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Author’s note: This piece is dedicated to my daughter Kerry, who is currently toiling away as a Peace Corps volunteer in Paraguay, trying to do the right thing by the plants and the people coming into her life down there.

 

Looking Back; Surging Ahead

It should readily be apparent that we arrived at PASA’s 25th annual conference thinking more about the next 25 years than the past. We could easily have built this year’s conference around a celebration of all that has come before, and indeed there was some of that to be found in the conference center and on the program.  But the predominant motivation for all of us – staff and board members alike – in planning the event was to make manifest the urgency of taking action to change agricultural systems in the immediate future, and our plans for doing so.

I also want to add here a few additional thoughts about the nature of this organization, our work together and the success we anticipate for the new programs PASA is now developing. To do this I want to return to a favorite topic of mine, one that I talked about just over fifteen years ago as I first interviewed for the job of executive director. Instead of looking back just 25 years, though, I’d like to go back in our consideration to a little over 500 years ago. Continue reading

Dancing with Nature: The Sustainable Challenge

I am not much of a professional sports fan these days.  But every year at this time I remember myself as a kid, pulling out my old Maury Wills baseball mitt and Carl Yastrzemski bat from the basement to play outside with my friends, following what seemed like endless winters while growing up in the Midwest.

Throwing a baseball back and forth for hours felt like absolute freedom. And every once in a while you could reach an exalted state with a best friend whereby the two of you would feel at one with each other, the gloves and the ball – nothing would miss the mark, until you fell out of that groove due to fatigue, or maybe the dinner bell ringing.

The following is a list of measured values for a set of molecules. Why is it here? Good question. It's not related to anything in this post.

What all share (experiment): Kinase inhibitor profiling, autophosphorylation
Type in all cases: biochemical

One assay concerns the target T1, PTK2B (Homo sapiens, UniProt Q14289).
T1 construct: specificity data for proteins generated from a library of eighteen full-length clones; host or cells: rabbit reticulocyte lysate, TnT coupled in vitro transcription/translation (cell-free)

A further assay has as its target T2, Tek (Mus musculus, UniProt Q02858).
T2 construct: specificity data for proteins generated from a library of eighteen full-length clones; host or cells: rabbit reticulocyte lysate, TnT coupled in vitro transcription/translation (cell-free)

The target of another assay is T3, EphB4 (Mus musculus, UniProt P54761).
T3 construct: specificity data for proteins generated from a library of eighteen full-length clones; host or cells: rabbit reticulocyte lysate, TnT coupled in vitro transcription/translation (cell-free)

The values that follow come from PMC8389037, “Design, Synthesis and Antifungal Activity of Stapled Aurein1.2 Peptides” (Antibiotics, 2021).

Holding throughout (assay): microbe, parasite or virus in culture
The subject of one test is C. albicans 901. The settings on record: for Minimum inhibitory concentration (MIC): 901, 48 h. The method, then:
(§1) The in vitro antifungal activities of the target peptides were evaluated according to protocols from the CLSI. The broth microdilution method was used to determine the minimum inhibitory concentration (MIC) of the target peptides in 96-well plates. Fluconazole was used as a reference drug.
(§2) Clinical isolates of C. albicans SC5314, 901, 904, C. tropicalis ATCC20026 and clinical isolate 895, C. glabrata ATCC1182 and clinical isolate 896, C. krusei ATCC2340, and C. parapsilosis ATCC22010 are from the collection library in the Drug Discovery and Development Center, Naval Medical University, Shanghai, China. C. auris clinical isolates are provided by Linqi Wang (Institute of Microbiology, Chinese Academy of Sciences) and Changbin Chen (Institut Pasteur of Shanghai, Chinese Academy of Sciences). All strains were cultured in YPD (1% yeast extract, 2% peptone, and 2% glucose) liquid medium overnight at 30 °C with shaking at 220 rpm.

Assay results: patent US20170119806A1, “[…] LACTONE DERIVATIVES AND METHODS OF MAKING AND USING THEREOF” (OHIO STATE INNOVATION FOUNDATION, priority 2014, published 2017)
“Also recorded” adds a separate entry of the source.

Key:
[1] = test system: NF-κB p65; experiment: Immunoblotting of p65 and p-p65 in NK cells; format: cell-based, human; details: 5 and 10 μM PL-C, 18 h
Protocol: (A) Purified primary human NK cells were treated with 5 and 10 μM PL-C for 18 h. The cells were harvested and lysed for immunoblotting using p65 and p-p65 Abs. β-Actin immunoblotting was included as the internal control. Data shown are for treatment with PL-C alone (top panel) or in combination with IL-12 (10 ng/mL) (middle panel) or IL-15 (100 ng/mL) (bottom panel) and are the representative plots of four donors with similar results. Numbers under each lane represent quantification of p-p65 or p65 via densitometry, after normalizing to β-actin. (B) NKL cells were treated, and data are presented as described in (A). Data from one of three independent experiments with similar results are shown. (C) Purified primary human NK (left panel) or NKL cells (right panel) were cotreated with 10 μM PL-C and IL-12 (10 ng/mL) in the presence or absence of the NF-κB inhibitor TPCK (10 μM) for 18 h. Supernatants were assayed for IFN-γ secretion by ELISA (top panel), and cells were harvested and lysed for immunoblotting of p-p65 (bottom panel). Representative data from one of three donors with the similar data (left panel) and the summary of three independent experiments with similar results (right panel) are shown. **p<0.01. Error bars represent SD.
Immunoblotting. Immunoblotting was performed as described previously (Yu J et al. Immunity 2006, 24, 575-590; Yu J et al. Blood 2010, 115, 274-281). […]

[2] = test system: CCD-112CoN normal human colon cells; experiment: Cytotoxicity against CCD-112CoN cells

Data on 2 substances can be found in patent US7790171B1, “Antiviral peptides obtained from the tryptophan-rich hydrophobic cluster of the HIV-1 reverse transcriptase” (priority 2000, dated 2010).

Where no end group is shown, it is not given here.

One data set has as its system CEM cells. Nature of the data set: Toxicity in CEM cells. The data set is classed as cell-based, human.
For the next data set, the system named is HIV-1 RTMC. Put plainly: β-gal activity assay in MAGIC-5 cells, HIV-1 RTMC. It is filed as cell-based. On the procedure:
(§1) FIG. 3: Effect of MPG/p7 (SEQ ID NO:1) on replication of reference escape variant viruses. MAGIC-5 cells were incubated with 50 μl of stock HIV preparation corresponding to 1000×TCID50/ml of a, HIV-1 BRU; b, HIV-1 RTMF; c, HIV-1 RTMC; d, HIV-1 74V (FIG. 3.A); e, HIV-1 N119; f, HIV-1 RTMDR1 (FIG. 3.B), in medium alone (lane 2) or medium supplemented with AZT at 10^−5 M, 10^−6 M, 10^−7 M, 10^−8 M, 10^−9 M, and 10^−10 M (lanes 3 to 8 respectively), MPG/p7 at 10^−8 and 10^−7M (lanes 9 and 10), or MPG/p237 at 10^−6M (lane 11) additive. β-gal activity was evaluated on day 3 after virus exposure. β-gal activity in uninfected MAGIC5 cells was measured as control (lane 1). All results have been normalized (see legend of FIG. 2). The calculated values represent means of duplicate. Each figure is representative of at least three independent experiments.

The same kind of thing happens with other sports, including an outdoor sport like fishing, another harbinger of spring. As any good fisherman will tell you, it is at those times when you feel unified with the fish, and the stream in which you both do your dance, that the true nature of the sport and the freedom it has to offer is realized. For me, there is no greater sense of liberation, and belonging at the same time, than to commune in this way with nature, often in the company of a dear friend. Continue reading

Time for the Whole Enchilada

Subtitle: Bigger Food System Change on the Horizon

The recent failure of the Farm Bill to pass the U.S. House of Representatives has been widely touted as another indication of how nothing useful can get done by Congress these days, and that interpretation has plenty of merit.  But this unexpected collapse in the process may also signal just how far away from the needs of ordinary farmers the “Farm” Bill had drifted.  Much has been said about the divisiveness of SNAP (i.e. food stamp) benefits in the bill, but the real potential losses to rank-and-file food producers came in the guise of one successful amendment to please the dairy industry (contrary to most dairy farmers), and another failed one that would have put limits on crop insurance subsidies for larger farms. Combined, these factors left the legislation without much of a cheering section, which proved fatal in the end.

In any case, the Farm Bill as we know it is critically flawed.  Some simple math will make the point.  It starts with the basic fact that about 80% of this government largesse goes for food stamps (no matter how worthwhile), and only 20% to agriculture of any kind. Then take into account that the share afforded to agriculture is similarly weighted, in a disproportionate way, toward what I will call the “industrial end of the spectrum” and away from family-scale farming. But even the latter portion is slanted toward supporting the troubled status quo, or conventional methods of farming.  What we are left with is perhaps one or two percent of the entire Farm Bill being applied to what we can clearly recognize as programs focused on sustainability and local food systems.  There are many laudable attempts being made to redress this basic structure, as with programs to expand use of SNAP benefits at farmers markets, but the fact remains that the overarching structure of Farm Bill funding acts like a prison within which the promise of more progressive food and farm policy is constrained. Continue reading

Safety Rules Cloud Beginning Farmers’ Futures

Blogger’s Note: I haven’t posted anything for a few weeks, being tied up with new initiatives at PASA and family events at home.  But I wanted to share this guest posting, written by my good friend and colleague Roland McReynolds, who is executive director of the Carolina Farm Stewardship Association.  Roland has been active with we me and several others on food safety issues ever since the Food Safety Modernization Act began to take shape in Congress during the summer of 2009. He is a strong advocate for farmers and small, food-related businesses, as this piece, written for the CFSA newsletter, will demonstrate.  For more information about FSMA, please consult other posts in this blog and  the NSAC tab above.  ~Brian S.